When I look up at the night sky, I’m torn. On the one hand, we know so much more about the heavens than our ancestors who slept beneath the same blanket of stars. But on the other hand, we still know almost nothing.
These are just a few of the biggest mysteries of the cosmos.
Let us know: what do you wonder about?
We all know that our galaxy is in constant motion. After all, the universe is expanding, and the Milky Way is part of the universe.
But scientists have been puzzled by the unusual direction were moving in.
It turns out that our galaxy is hurtling towards a point 220 million lightyears away, known simply as The Great Attractor.
Nobody is certain what it is, and some have suggested that the dense star fields Milky Way itself may be blocking our view of the object (or objects).
But whatever The Great Attractor really is, it must be extremely massive, because our galaxy is hastening toward it at a staggering 1.4 million mph.
In 2013, NASAs Cassini space probe saw something strange happening along the outer edge of Saturns ring system. It looked like a bunch of debris was in the process of clumping together, forming a possible new moon.
This oject was given the provisional name Peggy.
Nothing like it had ever been seen before. Bizarrely, Peggy didnt grow any larger and may have broken apart completely. Nobodys really sure.
Tabbys Star is, in many respects, quite similar to our own sun. At a distance of 1,280 lightyears, its about 1.4 times the mass of our parent star, and shares a familiar yellowish hue.
But thats where the similarities end.
Tabbys Star appears to have a very strange companion orbiting around it. Whatever this object is, it doesnt seem to be a planet. That has raised more than a few questions, and one particularly intriguing possible answer.
The object was discovered because it blocks about 20% of the light emanating from Tabbys Star as it orbits.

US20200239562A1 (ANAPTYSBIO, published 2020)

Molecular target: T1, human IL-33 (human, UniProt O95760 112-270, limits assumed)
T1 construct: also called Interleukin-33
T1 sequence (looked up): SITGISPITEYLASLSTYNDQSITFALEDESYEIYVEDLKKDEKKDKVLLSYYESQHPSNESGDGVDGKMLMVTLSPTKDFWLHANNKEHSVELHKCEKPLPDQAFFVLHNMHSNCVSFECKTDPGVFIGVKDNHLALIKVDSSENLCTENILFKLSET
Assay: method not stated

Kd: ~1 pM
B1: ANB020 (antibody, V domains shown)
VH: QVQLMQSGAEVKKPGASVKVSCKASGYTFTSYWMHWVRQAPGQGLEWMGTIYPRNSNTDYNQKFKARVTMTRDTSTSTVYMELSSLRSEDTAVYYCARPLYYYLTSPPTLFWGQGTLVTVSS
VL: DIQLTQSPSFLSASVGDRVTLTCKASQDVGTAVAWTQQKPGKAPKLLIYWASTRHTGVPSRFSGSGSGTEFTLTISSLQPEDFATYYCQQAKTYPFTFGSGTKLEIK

For reference, Jupiter, the largest planet in our solar system, would block about 1% of the suns light to an outside observer.
This effectively rules out the possibility that the mystery object is a planet, since any known object large and massive enough to block 20 times as much light as Jupiter would also have a dense enough core to become a star in its own right.
So what are we dealing with here?
One theory is that the object may be a Dyson swarm, a hypothetical energy collector that harnesses the power of a star to feed an advanced civilization.
However, radio observation of Tabbys Star has yielded no evidence that its being used as an alien power plant. Maybe these aliens are smart enough to keep their mouths shut, but it’s more likely that they simply aren’t there.
If youre hoping to find life-bearing planets in our galaxy, dont let Tabbys Star get you down. Theres a far better candidate much closer to our own solar system.
Trappist-1 is a tiny star, barely larger than Jupiter, and only 8% as massive as the sun. Even though its one of our closest neighbors – at 39.5 lightyears – its still far too dim to be seen with the naked eye.
But size isnt everything.
Trappist-1 hosts by far the most interesting family of planets weve seen in the cosmos thus far. In 2015, scientists began finding earth-like planets in close orbit around this mini-star.
In total, 7 rocky planets have been found, all of them between 20% and 170% the mass of the Earth.
At least three of them appear to orbit within the habitable zone of the star – the distance at which surface temperatures are suitable for liquid water.
Are any of these planets capable of sustaining life? We just dont know. Yet.
Of course, if youre looking for life in the universe, you may not even need to leave the solar system.
There are three very interesting bodies in our solar system that scientists think could potentially harbor life. Not only are these worlds not in the so-called habitable zone, theyre not even planets.
Europa, a moon of Jupiter, and Enceladus and Titan, moons of Saturn, have attracted the attention of space explorers interested in finding life in our own backyard.
Amazingly, scientists believe Europa likely has an ocean of liquid water beneath its icy crust. In fact, it may have substantially more water than the Earth.
How is it possible to have so much liquid water so far from the sun? Underwater volcanoes. The tidal effects Jupiter exerts on Europa could create enough energy to fuel volcanism beneath the surface, warming a liquid ocean, and possibly sustaining life.
That idea isn’t so crazy when you consider that there are entire ecosystems in our oceans that draw all their energy from deep-sea volcanic vents. They don’t need the sun at all.
Enceladus is even more inviting than Europa. It is actually giving off a plume of salty water as it orbits Saturn, much like the tail of a comet in the inner solar system. Enceladus is much smaller than Europa, but it may still possess a liquid ocean as large as Lake Superior.
Titan, also a moon of Saturn, warrants a mention as well. Although its average surface temperature hovers around -270 F, it is the only body in the solar system apart from Earth that has liquid on its surface.